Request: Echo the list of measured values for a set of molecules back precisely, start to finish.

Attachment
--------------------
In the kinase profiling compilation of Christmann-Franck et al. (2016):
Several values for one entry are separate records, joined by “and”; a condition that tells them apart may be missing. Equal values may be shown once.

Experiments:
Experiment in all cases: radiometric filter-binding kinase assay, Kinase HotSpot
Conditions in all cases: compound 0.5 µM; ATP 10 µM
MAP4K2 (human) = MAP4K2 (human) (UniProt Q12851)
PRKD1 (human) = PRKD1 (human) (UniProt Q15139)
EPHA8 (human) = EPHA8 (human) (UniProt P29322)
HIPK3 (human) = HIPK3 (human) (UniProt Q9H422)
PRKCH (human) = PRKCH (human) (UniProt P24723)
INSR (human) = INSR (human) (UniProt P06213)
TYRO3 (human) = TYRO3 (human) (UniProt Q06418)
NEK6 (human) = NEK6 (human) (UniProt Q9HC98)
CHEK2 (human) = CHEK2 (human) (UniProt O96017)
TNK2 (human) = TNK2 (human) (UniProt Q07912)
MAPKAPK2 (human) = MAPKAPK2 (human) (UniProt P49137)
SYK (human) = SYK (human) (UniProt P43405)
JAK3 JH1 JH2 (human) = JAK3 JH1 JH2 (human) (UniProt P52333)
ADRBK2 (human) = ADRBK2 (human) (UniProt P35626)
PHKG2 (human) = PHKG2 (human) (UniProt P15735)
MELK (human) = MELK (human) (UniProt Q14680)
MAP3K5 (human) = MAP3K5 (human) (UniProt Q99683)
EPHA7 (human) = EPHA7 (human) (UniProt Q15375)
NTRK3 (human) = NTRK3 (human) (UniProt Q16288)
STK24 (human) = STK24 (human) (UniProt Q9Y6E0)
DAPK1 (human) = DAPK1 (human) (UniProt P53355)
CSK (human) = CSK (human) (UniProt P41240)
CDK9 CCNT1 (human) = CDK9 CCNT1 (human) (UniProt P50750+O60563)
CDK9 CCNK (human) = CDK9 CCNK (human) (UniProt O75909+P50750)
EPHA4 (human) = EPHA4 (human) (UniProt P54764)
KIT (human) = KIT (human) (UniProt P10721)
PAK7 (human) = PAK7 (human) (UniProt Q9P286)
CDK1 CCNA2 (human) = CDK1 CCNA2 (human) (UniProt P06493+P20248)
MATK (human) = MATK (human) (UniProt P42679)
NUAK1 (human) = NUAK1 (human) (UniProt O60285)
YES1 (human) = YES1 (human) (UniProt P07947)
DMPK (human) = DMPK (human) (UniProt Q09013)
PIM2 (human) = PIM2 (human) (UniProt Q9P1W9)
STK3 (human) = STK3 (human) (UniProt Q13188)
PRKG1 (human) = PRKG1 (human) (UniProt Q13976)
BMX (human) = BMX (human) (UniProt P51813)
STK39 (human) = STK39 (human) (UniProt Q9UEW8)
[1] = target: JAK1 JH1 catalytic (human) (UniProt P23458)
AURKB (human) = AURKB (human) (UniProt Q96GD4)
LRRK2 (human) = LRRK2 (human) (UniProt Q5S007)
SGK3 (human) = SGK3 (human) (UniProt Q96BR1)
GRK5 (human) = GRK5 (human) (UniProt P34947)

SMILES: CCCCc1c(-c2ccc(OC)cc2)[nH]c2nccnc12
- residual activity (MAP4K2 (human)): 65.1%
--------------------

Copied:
In the kinase profiling compilation of Christmann-Franck et al. (2016):
Several values for one entry are separate records, joined by “and”; a condition that tells them apart may be missing. Equal values may be shown once.

Experiments:
Experiment in all cases: radiometric filter-binding kinase assay, Kinase HotSpot
Conditions in all cases: compound 0.5 µM; ATP 10 µM
MAP4K2 (human) = MAP4K2 (human) (UniProt Q12851)
PRKD1 (human) = PRKD1 (human) (UniProt Q15139)
EPHA8 (human) = EPHA8 (human) (UniProt P29322)
HIPK3 (human) = HIPK3 (human) (UniProt Q9H422)
PRKCH (human) = PRKCH (human) (UniProt P24723)
INSR (human) = INSR (human) (UniProt P06213)
TYRO3 (human) = TYRO3 (human) (UniProt Q06418)
NEK6 (human) = NEK6 (human) (UniProt Q9HC98)
CHEK2 (human) = CHEK2 (human) (UniProt O96017)
TNK2 (human) = TNK2 (human) (UniProt Q07912)
MAPKAPK2 (human) = MAPKAPK2 (human) (UniProt P49137)
SYK (human) = SYK (human) (UniProt P43405)
JAK3 JH1 JH2 (human) = JAK3 JH1 JH2 (human) (UniProt P52333)
ADRBK2 (human) = ADRBK2 (human) (UniProt P35626)
PHKG2 (human) = PHKG2 (human) (UniProt P15735)
MELK (human) = MELK (human) (UniProt Q14680)
MAP3K5 (human) = MAP3K5 (human) (UniProt Q99683)
EPHA7 (human) = EPHA7 (human) (UniProt Q15375)
NTRK3 (human) = NTRK3 (human) (UniProt Q16288)
STK24 (human) = STK24 (human) (UniProt Q9Y6E0)
DAPK1 (human) = DAPK1 (human) (UniProt P53355)
CSK (human) = CSK (human) (UniProt P41240)
CDK9 CCNT1 (human) = CDK9 CCNT1 (human) (UniProt P50750+O60563)
CDK9 CCNK (human) = CDK9 CCNK (human) (UniProt O75909+P50750)
EPHA4 (human) = EPHA4 (human) (UniProt P54764)
KIT (human) = KIT (human) (UniProt P10721)
PAK7 (human) = PAK7 (human) (UniProt Q9P286)
CDK1 CCNA2 (human) = CDK1 CCNA2 (human) (UniProt P06493+P20248)
MATK (human) = MATK (human) (UniProt P42679)
NUAK1 (human) = NUAK1 (human) (UniProt O60285)
YES1 (human) = YES1 (human) (UniProt P07947)
DMPK (human) = DMPK (human) (UniProt Q09013)
PIM2 (human) = PIM2 (human) (UniProt Q9P1W9)
STK3 (human) = STK3 (human) (UniProt Q13188)
PRKG1 (human) = PRKG1 (human) (UniProt Q13976)
BMX (human) = BMX (human) (UniProt P51813)
STK39 (human) = STK39 (human) (UniProt Q9UEW8)
[1] = target: JAK1 JH1 catalytic (human) (UniProt P23458)
AURKB (human) = AURKB (human) (UniProt Q96GD4)
LRRK2 (human) = LRRK2 (human) (UniProt Q5S007)
SGK3 (human) = SGK3 (human) (UniProt Q96BR1)
GRK5 (human) = GRK5 (human) (UniProt P34947)

SMILES: CCCCc1c(-c2ccc(OC)cc2)[nH]c2nccnc12
- residual activity (MAP4K2 (human)): 65.1%